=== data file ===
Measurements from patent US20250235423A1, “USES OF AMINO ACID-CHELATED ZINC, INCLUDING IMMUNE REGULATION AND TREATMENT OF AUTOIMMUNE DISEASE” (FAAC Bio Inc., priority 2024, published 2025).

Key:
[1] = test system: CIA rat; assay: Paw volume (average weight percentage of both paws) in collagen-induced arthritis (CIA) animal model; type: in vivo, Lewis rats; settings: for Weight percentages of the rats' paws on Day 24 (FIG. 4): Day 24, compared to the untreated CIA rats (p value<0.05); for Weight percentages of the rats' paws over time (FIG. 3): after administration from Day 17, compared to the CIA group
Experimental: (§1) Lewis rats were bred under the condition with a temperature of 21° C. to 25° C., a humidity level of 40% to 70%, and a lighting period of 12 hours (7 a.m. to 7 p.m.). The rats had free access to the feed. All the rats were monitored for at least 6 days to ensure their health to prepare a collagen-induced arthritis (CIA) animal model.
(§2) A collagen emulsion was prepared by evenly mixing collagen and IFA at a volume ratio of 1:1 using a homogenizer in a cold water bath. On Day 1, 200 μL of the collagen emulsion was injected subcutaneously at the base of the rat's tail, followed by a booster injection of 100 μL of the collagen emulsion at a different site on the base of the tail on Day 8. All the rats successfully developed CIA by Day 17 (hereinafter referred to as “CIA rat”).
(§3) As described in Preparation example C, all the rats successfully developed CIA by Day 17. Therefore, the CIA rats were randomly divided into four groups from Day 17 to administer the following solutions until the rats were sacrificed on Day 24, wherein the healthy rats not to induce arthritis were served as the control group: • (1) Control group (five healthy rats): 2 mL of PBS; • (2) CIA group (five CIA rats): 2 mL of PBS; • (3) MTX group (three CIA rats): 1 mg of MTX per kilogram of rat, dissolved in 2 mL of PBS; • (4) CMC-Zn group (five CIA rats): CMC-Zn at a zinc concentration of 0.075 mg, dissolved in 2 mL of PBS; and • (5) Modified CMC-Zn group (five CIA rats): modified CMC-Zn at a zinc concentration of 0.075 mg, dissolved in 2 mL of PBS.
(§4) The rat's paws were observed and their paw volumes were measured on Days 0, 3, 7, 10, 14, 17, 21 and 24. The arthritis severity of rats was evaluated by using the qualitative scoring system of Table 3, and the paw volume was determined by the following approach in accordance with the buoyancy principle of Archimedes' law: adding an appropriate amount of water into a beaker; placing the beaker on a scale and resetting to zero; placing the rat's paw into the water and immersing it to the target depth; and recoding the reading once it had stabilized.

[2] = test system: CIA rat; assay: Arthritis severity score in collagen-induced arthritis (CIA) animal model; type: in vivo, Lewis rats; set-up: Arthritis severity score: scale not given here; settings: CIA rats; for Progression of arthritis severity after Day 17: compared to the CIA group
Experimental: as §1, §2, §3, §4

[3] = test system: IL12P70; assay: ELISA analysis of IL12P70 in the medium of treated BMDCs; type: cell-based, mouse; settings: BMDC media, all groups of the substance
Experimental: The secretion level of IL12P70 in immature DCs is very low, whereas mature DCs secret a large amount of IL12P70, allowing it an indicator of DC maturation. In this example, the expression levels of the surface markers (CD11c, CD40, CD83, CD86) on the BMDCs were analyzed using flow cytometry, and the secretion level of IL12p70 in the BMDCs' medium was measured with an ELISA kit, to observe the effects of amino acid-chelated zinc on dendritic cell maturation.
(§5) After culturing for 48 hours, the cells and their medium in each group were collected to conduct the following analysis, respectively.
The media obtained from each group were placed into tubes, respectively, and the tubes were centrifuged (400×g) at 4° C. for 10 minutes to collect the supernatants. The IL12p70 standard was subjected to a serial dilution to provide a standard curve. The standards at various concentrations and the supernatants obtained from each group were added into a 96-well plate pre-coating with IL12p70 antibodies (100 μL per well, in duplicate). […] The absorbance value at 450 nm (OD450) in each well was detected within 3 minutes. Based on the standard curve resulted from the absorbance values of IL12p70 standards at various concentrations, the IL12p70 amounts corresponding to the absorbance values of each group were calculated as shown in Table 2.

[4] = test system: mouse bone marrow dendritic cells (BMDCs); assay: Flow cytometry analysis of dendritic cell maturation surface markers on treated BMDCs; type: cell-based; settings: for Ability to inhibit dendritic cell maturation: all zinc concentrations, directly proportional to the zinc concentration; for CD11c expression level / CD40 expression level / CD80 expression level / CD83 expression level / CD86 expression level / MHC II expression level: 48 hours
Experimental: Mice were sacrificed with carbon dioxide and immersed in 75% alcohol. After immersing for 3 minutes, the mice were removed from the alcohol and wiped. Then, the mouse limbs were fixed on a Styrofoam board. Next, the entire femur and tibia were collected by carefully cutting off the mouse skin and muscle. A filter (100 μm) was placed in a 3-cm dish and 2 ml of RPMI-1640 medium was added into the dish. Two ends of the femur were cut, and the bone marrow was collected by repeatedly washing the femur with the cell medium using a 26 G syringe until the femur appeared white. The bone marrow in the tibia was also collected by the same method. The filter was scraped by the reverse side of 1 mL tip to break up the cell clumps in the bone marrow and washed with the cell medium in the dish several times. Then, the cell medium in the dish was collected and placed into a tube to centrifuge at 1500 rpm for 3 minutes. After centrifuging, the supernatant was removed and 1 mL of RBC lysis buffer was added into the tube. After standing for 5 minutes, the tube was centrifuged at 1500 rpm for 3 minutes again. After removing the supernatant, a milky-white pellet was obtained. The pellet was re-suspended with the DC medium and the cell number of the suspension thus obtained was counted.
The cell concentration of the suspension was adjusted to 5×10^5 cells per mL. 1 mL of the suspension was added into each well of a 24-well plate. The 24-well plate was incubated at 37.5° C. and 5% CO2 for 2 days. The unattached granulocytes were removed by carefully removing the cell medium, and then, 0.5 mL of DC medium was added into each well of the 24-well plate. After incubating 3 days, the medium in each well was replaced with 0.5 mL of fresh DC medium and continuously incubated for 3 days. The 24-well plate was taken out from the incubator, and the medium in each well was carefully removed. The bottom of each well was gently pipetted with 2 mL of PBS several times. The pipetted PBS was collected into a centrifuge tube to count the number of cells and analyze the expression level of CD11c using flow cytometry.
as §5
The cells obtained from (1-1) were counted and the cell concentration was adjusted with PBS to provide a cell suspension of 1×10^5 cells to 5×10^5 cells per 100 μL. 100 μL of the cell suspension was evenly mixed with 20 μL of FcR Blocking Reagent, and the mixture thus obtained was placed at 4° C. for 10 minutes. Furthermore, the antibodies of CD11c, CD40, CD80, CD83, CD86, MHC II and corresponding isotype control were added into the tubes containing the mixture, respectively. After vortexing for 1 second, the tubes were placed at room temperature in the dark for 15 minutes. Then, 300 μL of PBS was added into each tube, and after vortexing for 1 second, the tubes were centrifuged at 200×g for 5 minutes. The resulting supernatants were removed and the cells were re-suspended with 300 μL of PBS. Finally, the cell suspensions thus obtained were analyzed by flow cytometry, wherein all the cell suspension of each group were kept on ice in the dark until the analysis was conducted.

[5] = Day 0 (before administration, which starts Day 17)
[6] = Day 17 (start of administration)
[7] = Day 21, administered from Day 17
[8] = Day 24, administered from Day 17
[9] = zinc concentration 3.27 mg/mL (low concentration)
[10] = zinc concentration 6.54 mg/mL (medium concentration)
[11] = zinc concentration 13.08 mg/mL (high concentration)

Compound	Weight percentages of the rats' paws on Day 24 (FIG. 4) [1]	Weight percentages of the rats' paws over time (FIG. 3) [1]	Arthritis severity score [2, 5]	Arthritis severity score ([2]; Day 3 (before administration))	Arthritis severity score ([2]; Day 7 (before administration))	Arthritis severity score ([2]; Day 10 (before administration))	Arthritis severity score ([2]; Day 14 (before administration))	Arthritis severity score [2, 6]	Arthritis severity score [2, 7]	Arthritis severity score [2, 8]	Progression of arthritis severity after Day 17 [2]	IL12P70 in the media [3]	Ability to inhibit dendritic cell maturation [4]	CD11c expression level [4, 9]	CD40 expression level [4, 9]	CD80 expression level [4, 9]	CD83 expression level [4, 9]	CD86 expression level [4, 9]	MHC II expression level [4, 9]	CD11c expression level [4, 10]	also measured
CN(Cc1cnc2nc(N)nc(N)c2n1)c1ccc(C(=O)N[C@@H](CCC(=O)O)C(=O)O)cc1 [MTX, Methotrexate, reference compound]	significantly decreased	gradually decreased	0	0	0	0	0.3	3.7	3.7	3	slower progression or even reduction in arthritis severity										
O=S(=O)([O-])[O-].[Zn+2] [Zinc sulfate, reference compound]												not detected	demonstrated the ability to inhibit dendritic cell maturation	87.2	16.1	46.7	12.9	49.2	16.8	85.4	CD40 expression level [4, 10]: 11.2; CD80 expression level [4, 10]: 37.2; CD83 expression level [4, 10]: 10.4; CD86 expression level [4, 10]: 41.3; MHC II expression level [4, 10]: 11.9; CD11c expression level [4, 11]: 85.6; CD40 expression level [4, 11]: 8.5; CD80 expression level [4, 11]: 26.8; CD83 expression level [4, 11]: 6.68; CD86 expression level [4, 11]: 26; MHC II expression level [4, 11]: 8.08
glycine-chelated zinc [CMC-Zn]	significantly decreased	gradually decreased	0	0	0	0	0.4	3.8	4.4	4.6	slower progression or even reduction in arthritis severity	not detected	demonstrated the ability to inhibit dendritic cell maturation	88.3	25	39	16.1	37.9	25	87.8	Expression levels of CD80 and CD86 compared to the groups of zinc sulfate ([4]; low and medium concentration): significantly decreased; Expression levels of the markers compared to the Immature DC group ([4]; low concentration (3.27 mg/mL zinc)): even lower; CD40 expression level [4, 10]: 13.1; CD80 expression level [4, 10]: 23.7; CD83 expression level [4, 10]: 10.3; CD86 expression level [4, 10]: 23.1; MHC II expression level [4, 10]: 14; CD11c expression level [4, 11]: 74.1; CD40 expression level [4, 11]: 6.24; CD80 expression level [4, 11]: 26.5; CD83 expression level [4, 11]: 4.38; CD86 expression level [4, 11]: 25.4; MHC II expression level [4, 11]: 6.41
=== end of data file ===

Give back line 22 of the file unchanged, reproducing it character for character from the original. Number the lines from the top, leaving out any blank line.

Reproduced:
[8] = Day 24, administered from Day 17